After brainstorming for a few days, I came up with a formula and put it to the test.  I shaped a few dozen loaves and I was left with a mass of dough that didn't weigh enough to put into the pocket divider.  I didn't want to throw it away so I dumped it onto the bench, covered it in oats and cut it into rough strips.  I twisted the strips which created a spiral of oats down the loaf. 

Once the samples were baked, I fell in love with the twists and so did everyone else.  The flavor and texture were exactly the eating experience I was hoping to create.  The twisted sticks had a unique character that I adored.  After determining that American's don't really know what muesli is (I don't know what muesli is), the bread was named "Granola Twist."

The contest:
After a little more testing, I filled out the entry form.  My friend Hana took beautiful photos of my loaves to enclose with the application.  I licked the stamp and crossed my fingers!!!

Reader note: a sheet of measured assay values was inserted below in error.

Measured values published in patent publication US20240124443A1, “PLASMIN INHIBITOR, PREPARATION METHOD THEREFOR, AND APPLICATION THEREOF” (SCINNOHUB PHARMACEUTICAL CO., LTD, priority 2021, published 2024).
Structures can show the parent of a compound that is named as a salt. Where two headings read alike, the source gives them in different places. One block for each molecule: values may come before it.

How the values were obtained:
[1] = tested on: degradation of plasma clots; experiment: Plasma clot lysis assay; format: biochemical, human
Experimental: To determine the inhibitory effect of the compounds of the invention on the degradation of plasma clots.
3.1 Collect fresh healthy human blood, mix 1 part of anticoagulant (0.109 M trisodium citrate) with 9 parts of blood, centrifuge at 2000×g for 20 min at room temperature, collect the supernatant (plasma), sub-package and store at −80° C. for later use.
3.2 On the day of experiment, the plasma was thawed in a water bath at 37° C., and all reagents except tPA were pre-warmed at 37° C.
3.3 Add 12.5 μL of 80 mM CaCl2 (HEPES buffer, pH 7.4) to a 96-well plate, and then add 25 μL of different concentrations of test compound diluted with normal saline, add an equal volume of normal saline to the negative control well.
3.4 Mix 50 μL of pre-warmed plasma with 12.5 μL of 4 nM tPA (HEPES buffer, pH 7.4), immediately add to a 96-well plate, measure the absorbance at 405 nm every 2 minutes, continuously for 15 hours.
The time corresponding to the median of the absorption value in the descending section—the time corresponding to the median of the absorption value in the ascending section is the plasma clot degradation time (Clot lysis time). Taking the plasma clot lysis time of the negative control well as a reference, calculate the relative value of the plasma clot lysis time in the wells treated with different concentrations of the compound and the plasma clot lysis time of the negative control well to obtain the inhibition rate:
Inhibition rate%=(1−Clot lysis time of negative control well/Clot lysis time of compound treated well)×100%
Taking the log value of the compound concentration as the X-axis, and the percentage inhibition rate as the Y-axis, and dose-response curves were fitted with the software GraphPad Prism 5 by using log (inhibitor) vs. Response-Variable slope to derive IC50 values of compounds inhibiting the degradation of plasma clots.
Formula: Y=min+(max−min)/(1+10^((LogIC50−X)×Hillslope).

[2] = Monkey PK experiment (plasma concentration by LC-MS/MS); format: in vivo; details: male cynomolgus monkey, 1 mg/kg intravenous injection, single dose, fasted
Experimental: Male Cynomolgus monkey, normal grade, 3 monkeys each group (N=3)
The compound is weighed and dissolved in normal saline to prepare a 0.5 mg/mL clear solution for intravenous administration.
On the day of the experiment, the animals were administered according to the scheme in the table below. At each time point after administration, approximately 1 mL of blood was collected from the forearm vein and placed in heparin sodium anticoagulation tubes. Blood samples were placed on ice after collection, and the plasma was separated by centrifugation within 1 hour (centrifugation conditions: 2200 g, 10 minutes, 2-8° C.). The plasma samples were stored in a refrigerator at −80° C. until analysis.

Last week, I got a call from the California Raisin Board telling me I made the finals.  I immediately started calling everyone who helped me get this bread from idea to product but it was Yom Kippur and none of my friends were answering.  I had to sit on the news all weekend before anyone could rejoice with me!!!

The Bake-Off:
On October 14th, I fly to Manhattan Kansas to bake off my bread alongside the other nine finalists.  Three of us will be selected and the winners get to spend a week in Napa Valley touring the California wine country.  My friends at The Patisserie in Milford, PA are donating bakery space to the cause by letting me run a test in their kitchen this week. 

Wish me luck!!!!

15 September 2010

I'll Bring the Bread